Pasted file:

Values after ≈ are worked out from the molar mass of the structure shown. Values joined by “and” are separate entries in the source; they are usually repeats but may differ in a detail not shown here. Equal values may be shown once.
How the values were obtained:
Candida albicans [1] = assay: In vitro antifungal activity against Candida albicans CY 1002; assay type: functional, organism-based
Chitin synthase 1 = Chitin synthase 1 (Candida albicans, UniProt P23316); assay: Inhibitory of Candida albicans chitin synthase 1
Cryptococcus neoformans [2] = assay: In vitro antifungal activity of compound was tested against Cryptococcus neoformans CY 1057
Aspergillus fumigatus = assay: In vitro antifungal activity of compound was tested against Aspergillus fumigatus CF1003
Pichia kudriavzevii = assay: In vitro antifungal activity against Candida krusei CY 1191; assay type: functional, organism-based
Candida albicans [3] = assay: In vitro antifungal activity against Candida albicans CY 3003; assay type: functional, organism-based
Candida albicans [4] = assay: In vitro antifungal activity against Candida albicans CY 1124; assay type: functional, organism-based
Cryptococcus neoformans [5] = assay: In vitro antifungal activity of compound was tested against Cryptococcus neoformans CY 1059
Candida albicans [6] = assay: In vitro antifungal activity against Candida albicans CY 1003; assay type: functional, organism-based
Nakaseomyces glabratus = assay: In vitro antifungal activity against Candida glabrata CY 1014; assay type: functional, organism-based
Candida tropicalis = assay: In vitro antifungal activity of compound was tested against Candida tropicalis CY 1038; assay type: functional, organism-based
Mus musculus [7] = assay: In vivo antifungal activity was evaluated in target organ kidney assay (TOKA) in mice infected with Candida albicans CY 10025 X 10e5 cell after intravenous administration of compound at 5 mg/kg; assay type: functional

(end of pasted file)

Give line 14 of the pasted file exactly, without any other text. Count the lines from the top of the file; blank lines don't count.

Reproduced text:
Mus musculus [7] = assay: In vivo antifungal activity was evaluated in target organ kidney assay (TOKA) in mice infected with Candida albicans CY 10025 X 10e5 cell after intravenous administration of compound at 5 mg/kg; assay type: functional